One of the dividing lines I often hear in discussions about whether we should regard an artificially intelligent machine as a fellow being is, does it have the capacity to suffer? It’s an interesting criteria, since it implies that what’s important is that there be something there for us to empathize with. But it raises an interesting question. What would it mean for a machine to suffer?
First, what exactly is suffering? The Buddhists and Stoics thought this through millennia ago. Suffering is about desire, or more accurately, unsatisfiable desire. We desire scenario X, but are faced with scenario Y. When we can’t fulfill our desire to bring about X, the continued discrepancy leads to suffering.
For example, say I’m experiencing pain, electro-chemical signals from some part of my peripheral nervous system that my brain’s body model indicates could mean injury. I desire (intensely desire) not to be injured. In the short term, the discrepancy between the signals indicating injury and my desire for there to be no injury, motivates me to move in such a way as to avoid it. For instance, if I receive signals from my hand that my brain’s model interprets it as a burning sensation, I move my hand.
We might say that I’m suffering during the period between noticing the discrepancy and rectifying it, but that’s not what we generally mean by the word “suffer.” If after I move my hand, I continue to experience a burning sensation, and it lasts long enough to be considered chronic pain, then we’re getting to a situation that we might commonly consider to be suffering.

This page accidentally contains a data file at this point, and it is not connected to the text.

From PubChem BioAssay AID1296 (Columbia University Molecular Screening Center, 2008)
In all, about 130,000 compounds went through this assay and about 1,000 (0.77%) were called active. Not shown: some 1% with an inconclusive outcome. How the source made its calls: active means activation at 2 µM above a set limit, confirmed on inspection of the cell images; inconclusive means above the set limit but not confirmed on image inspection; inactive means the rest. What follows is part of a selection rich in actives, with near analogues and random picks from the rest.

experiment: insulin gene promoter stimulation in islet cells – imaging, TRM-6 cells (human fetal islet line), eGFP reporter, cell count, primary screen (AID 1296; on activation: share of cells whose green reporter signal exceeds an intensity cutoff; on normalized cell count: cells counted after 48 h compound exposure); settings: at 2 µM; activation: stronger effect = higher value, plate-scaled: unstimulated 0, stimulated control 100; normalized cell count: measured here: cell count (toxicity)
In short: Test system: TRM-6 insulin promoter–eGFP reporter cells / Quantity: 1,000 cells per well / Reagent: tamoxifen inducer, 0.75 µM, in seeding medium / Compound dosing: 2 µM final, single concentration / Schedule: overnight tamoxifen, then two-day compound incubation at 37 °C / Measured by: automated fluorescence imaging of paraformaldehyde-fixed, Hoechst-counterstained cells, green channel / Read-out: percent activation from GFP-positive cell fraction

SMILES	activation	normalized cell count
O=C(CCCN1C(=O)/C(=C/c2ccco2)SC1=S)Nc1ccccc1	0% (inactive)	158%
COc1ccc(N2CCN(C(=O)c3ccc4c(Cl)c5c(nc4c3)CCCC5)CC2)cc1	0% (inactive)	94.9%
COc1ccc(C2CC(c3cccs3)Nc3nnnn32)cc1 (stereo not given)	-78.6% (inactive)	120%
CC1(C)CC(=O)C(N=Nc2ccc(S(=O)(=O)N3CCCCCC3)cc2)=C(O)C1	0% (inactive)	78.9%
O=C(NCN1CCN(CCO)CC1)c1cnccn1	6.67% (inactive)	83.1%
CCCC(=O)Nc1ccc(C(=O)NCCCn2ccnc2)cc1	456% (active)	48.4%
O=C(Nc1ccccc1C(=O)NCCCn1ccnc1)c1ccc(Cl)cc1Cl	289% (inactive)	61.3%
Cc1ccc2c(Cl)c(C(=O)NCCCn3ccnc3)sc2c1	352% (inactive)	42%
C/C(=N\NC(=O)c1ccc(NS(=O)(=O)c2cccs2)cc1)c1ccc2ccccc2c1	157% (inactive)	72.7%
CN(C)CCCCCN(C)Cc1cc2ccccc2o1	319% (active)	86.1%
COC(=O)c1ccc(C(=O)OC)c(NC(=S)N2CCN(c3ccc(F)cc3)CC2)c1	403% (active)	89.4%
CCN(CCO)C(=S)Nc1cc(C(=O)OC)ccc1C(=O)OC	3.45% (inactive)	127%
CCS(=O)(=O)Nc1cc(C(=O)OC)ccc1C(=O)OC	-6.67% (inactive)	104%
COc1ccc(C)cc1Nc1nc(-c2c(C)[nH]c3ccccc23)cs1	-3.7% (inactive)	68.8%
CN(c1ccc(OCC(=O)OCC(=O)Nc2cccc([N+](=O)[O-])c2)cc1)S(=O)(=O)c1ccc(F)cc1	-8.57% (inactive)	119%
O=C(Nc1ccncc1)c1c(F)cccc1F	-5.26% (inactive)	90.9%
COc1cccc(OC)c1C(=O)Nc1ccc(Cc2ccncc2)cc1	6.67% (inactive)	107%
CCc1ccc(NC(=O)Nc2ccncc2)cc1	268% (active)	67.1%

I’m receiving signals of damage, but I desire not to be damaged. Consequently, portions of my brain induce a state of wanting to correct the situation. But it can’t be corrected. Intellectually I might realize this, but the more primal levels of my brain do not. Despite the intellectual knowledge, I can’t just stop the urges and desires from the lower level aspects of my mind. Hence, I suffer.
The above example is for physical pain, but it applies to any scenario that is at variance with my primal desires. A friend gets hurt. I desire that my friend not be hurt. But it has happened and can’t be changed. Nonetheless I continue to intensely desire that my friend didn’t get hurt, leading to mental anguish, aka suffering.
Or perhaps I experience some severe loss of social status: a mate leaves, my reputation is damaged for some reason, something causes my friends and/or family to ostracize me, etc. All of these scenarios can be at variance with deeply held primal desires. Even if I know intellectually that they can’t be fixed, the emotional part of me won’t know, at least not for a period of time. During that period, we could call my experience of the discrepancy, “suffering.”
If you think about the stages of grief as they’re often described in the Kübler-Ross model: denial, followed by anger, bargaining, depression, and finally acceptance, it makes sense to see this as our emotional selves coming to accept something our intellectual selves might have understood very early on, perhaps our brainstem and limbic system coming to accept what our thalama-cortical system already understands.
I’m reminded of something a friend told me at the funeral of one of his children. When I asked if there was anything I could do for him, he replied, “No, there’s nothing that can be done. When something like this happens, you have no choice but to put in your time.” In other words, to put in the time suffering grief, of coming to terms with the new reality.